BLOCKING PAIN, Part III: Piercing the flesh

We will once again be fielding question for Dr. Mailis Gagon who is the Director of the Comprehensive Pain Program and Senior Investigator at the Krembil Neuroscience Centre. If you have any questions you would like to ask our pain specialist, please write to us at [email protected].

Due to the numerous requests she has been receiving, Dr.Mailis Gagnon will be creating her own website where you will have the chance to learn more about her, her practice as well as her work. It will be up shortly and the address will be:

While we know that fire walking does not necessitate a special state of mind, there is no question that there is a lot more out there that our conventional western way of thinking cannot explain. Have you ever seen an Indian fakir lying comfortably in a bed of nails or sticking daggers through his flesh? I have. As a youngster back home in Athens, Greece, I never forgot the sight and the performance of an Indian man who had come to display his act in the middle of a park, at the foot of the famous monument of Acropolis. Many years later, as a physician and inquisitive observer, when confronted by things and patients experiences I could not easily explain, I had to realize that the mind was a power to reckon with. The fakir memories came back to me and led me to search for the science behind these phenomena.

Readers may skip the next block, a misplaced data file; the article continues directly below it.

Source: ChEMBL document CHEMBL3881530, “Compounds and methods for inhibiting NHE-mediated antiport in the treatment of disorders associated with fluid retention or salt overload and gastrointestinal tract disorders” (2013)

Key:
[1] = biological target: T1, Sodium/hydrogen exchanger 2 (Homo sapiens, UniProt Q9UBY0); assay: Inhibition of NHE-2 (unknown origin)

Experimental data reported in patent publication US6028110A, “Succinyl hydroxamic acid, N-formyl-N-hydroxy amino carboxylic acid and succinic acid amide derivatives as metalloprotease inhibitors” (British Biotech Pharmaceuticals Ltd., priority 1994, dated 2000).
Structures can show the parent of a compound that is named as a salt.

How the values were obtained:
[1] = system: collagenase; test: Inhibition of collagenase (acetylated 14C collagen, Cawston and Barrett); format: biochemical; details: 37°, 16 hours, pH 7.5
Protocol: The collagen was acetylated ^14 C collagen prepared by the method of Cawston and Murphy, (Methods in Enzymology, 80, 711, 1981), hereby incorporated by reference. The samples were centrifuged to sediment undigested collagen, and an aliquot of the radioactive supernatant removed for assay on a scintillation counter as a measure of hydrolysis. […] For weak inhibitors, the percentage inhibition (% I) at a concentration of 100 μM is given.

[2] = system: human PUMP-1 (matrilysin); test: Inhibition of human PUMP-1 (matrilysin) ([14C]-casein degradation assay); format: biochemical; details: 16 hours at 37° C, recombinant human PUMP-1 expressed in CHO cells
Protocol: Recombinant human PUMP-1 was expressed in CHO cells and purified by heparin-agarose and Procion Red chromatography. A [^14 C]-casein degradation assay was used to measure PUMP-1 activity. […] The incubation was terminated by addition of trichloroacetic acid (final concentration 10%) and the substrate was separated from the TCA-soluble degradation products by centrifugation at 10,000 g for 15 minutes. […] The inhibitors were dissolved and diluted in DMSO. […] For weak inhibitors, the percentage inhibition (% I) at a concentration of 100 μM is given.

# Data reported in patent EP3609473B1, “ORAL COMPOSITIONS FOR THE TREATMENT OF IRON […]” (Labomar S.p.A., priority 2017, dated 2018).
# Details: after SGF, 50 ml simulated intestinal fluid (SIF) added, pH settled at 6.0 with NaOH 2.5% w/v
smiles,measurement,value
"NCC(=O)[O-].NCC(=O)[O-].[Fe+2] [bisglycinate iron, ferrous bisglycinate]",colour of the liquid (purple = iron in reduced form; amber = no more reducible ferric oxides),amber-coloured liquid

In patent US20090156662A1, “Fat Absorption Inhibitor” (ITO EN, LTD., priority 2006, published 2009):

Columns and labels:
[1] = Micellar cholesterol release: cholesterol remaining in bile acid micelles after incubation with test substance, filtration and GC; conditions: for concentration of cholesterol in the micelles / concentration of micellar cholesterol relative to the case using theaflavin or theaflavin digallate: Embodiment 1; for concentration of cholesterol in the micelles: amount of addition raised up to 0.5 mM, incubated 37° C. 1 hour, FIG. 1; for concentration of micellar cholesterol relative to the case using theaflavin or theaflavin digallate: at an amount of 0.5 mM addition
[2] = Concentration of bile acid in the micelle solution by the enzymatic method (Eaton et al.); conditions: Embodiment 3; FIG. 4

The German psychiatrist, Dr. Larbig, the same one who investigated fire-walking, recorded a detailed study of a 48 year old Mongolian fakir. The man was doing fascinating (and equally gruesome) things to his flesh: pierce his tongue with a sword, insert long needles in his arms and stick knives into his neck, without showing pain and without much bleeding. He had trained himself since he was a toddler to fix his gaze to a steady point and concentrate without blinking. He spent years training to perfect his performance, by following a routine: hours of deep meditation (we’ll talk about this later), followed by his performance which he would execute while staring ahead at a fixed point.

Larbig and his team took blood from the fakir’s veins as well as fluid from his spinal cord to study neurochemicals he may have shed into his body before the act. They also hooked him up with wires to measure his “brain waves” the way they had done for the fire-walkers. The blood work showed high levels of adrenaline (the chemical that gives the head rush to thrill seekers), but not high levels of the body’s own pain killers, the endorphins.

The man’s protection from pain did indeed come from “an altered state of consciousness”. He had switched his “alpha brain waves” associated with our conscious mind when we are alert and pay attention to our world around us, to “theta waves”, slower brain waves, seen in people who get deeply into creative thinking, dissociating themselves from the conscious world around them.